When the Miami Dolphins signed former first-round pick and Tampa Bay Bucs starter Josh Freeman last Thursday there were questions about what that meant for the team's overall quarterback picture.
I reported, per sources, the Dolphins simply wanted to upgrade the No. 3 spot in that Freeman might be a better practice player than say, a Seth Lobato or a Pat Devlin.
But there were lingering questions whether Freeman, who did have that excellent 2010 season with 25 TDs and six INTs, could displace second-stringer Matt Moore on the roster.
The answer is ...
No, barring unforeseen circumstances such as a trade.
Moore is here for the duration of 2015, folks, because, according to the NFLPA records that came out today, his one-year deal with the Dolphins says as much. Moore got a $2.6 million deal that includes a $1.6 million signing bonus.
That assures Moore a spot on the team because the Dolphins aren't going to just cut him after giving him $1.6 million guaranteed. No NFL team gives a player 61 percent of his salary and then cuts him.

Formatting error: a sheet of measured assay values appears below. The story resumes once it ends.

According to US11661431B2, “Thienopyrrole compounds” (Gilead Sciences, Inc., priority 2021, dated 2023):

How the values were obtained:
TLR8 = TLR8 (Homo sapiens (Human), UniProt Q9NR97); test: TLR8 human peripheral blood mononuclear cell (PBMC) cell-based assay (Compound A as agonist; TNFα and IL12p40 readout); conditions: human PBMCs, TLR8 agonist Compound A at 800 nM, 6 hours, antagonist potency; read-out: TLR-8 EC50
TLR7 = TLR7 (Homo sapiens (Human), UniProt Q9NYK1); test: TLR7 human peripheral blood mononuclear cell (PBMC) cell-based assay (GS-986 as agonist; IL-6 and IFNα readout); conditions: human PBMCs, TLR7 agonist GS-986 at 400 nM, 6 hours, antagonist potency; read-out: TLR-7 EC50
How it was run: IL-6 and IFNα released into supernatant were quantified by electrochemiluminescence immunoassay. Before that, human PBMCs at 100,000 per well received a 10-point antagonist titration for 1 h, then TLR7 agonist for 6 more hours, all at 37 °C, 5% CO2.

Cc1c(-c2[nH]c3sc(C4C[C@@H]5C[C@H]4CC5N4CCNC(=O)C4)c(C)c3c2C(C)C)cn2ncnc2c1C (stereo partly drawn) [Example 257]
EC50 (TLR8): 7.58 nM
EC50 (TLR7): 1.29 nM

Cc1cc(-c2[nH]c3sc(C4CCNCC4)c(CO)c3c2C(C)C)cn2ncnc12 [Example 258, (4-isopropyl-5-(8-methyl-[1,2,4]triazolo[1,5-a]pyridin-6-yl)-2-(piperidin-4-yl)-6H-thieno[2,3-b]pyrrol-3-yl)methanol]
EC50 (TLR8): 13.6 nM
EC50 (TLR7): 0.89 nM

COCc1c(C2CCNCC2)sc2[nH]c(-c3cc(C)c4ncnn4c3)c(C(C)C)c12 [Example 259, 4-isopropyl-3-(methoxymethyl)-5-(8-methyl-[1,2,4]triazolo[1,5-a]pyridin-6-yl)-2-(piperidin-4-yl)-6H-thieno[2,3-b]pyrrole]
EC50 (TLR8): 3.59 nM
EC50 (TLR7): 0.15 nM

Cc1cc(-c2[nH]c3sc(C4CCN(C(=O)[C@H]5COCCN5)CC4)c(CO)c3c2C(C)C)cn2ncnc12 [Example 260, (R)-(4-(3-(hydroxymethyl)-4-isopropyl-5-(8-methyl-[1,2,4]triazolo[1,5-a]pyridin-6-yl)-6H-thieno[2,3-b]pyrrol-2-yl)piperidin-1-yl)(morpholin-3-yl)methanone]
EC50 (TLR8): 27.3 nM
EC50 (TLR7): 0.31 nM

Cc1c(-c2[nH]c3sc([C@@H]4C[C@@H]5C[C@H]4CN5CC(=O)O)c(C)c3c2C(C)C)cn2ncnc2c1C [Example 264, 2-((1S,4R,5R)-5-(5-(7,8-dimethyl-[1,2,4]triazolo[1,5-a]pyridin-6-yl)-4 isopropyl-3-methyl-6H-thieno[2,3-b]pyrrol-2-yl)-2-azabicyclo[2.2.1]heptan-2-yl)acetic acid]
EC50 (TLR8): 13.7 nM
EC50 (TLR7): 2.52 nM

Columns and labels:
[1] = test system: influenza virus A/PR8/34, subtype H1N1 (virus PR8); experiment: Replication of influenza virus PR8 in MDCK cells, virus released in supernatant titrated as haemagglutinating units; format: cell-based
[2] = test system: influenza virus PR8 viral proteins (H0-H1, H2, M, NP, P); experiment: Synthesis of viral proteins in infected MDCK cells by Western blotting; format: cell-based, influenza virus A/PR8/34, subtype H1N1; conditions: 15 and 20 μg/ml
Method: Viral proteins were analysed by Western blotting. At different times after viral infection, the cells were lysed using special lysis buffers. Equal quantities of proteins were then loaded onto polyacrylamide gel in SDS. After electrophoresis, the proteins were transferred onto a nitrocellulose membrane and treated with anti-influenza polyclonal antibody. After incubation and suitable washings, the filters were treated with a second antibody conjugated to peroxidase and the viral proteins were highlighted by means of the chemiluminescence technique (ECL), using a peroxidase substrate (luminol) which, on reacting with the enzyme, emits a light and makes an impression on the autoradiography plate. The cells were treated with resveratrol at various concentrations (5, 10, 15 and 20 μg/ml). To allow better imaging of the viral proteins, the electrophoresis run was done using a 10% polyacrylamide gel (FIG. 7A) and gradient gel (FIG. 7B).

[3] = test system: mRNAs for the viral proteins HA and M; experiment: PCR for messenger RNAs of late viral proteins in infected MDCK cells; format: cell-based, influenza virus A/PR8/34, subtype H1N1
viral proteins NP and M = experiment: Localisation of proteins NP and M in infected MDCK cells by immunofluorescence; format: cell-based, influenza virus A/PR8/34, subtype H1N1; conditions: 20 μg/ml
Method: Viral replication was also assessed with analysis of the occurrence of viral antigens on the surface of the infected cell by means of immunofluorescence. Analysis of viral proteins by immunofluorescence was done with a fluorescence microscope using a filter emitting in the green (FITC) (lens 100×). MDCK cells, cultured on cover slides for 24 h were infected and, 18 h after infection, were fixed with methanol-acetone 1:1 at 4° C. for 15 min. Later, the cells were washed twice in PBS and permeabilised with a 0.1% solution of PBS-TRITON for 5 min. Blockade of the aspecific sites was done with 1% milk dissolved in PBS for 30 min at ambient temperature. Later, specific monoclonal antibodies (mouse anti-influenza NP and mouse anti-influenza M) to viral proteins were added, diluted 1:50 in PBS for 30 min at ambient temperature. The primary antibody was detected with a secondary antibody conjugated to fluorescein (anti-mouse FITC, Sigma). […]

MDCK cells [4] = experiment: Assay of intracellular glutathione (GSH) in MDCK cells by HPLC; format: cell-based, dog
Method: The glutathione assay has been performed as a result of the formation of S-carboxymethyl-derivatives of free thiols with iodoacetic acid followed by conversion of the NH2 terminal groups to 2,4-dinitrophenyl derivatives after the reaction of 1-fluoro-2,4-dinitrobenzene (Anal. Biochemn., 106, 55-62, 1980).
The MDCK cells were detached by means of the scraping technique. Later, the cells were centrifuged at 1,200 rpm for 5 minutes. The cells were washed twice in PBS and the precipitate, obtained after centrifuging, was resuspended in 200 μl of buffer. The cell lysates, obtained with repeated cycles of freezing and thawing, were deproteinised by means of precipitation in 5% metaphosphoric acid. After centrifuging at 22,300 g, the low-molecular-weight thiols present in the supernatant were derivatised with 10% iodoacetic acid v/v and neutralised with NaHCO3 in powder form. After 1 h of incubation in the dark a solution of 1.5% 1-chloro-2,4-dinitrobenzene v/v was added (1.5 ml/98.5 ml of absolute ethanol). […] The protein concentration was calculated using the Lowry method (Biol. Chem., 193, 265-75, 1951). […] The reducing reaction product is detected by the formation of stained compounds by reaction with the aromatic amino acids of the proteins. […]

Freeman, on the other hand, comes to Miami with zero guarantee of being on the team. That is both literal and figurative.
Because he's struggled so mightily since 2012, being cut by three teams and being out of the league all of the 2014 regular-season, Freeman is considered a project, The Dolphins are simply taking a shot he might regain something lost.
But they aren't gambling their cap space because the team gave Freeman a one-year deal worth the veteran minimum (for him) of $765,000 with zero guaranteed money.
So the Dolphins can keep Freeman if he plays and practices well in the preseason. Or they can cut him before the regular season if he doesn't and pay nothing.
The best-case scenario for Miami?
Both Moore and Freeman ball in the preseason. Another team needs a quarterback badly and offers the Dolphins a draft pick for one of their backups. The Dolphins convert their signing of two quarterbacks this offseason into the addition of a good backup and perhaps a draft pick or some other compensation.